How a policy scare galvanized a small island's family planning sector

A pregnant woman in Timor-Leste. Photo by: Martine Perret / United Nations / CC BY-NC-ND

BANGKOK — A restrictive family planning policy first presented to the public in July met strong opposition in Timor-Leste, where local and international nongovernmental organizations and youth groups rose up to quash it in the months following. The show of activism is welcome in a country with a historically weak family planning NGO network, where it remains largely taboo to speak about contraceptive methods. It is perhaps a sign of more change to come, several groups tell Devex.

In a country where 98 percent of the population practices Catholicism, the government proposal promoted the “Billings method”— a natural technique that encourages women to identify their fertility patterns by examining the appearance of vaginal discharge — as the leading form of contraception.

Access to other forms of contraception would be granted only to those who are already married, the reformed version of the country’s 2004 family planning policy stated.

The proposal, presented by the minister of health at the time, has not been approved and is unlikely to move forward now that a new minority government has taken office under Prime Minister Mari Alkatiri. Former Prime Minister Dr. Rui Maria de Araújo — who was minister of health when Timor-Leste created its progressive 2004 family planning policy — is once again the minister of health.

The shift in administration, however, is not the only reason the policy may never leave draft form. A growing group of young activists has become far more vocal in asking their government to stand for their reproductive health and rights in the wake of the damaging policy proposal.

“One part of the policy suggested that if you are going to a health center and you don’t bring your husband, you will not be given access to any contraceptive method you wish,” said Berta Antonieta, a 26-year-old Timorese activist working on gender research. “That is why we as a group came together and wrote a letter to the prime minister.”

Teenage pregnancy is all too common in Timor-Leste, where nearly one in four girls and young women have had a child before the age of 20, according to research from Plan International, UNFPA, and the Timorese government. Of that group aged 15-19 years old, 50 percent already have more than one child. These factors contribute to a high rate of child marriage in the country. One in five girls are married before 18.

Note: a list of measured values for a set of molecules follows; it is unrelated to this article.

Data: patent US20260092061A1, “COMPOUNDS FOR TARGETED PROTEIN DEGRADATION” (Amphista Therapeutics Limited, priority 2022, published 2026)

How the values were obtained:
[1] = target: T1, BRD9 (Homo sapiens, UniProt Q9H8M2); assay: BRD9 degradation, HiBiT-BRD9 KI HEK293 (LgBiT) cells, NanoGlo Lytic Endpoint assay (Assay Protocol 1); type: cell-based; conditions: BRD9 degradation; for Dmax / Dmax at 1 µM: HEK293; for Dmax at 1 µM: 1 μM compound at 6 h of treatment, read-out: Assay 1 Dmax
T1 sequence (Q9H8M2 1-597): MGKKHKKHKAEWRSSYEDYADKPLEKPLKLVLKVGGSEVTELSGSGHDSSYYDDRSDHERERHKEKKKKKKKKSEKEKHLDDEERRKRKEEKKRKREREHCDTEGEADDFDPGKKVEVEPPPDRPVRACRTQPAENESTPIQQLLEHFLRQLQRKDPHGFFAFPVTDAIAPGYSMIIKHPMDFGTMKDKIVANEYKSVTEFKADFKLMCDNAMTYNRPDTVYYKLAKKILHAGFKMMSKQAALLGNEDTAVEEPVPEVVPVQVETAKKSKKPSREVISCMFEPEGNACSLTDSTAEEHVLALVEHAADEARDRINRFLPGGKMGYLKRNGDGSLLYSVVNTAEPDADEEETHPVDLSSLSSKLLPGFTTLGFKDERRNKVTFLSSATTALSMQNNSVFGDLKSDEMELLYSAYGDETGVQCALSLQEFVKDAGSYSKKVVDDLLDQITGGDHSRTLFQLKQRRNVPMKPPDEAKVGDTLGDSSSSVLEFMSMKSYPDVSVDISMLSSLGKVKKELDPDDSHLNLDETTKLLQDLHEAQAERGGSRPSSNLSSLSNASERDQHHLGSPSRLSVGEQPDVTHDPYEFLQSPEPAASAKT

Antonieta formed Grupu Feminista in February as a way to talk about these issues, as well as broader topics around feminism and gender equality. What began as a cohort of her and her “progressive-minded” friends has grown to a Facebook group of nearly 400 young people, including female members of parliament and advisors from the prime minister’s office.

Soon, Grupu Feminista was leading meetings to discuss issues around the proposed policy, and signed a letter to the prime minister articulating their concerns for leaving vulnerable women and youth behind, including those who are illiterate and those who have no agency in negotiating their sexual relationships — a major concern when promoting only natural family planning methods.

Despite a lack of consultative period during the creation of the proposed policy, the Ministry of Health received concerns from a diversity of organizations, ranging from youth groups, advocacy groups, academia, and women’s movements focused on preventing violence against women and children, according to John Pile, UNFPA representative in Timor-Leste.

“One positive of the draft policy being developed was that it sort of united and got a lot of people that were concerned about the restrictions in the policy together,” Pile said.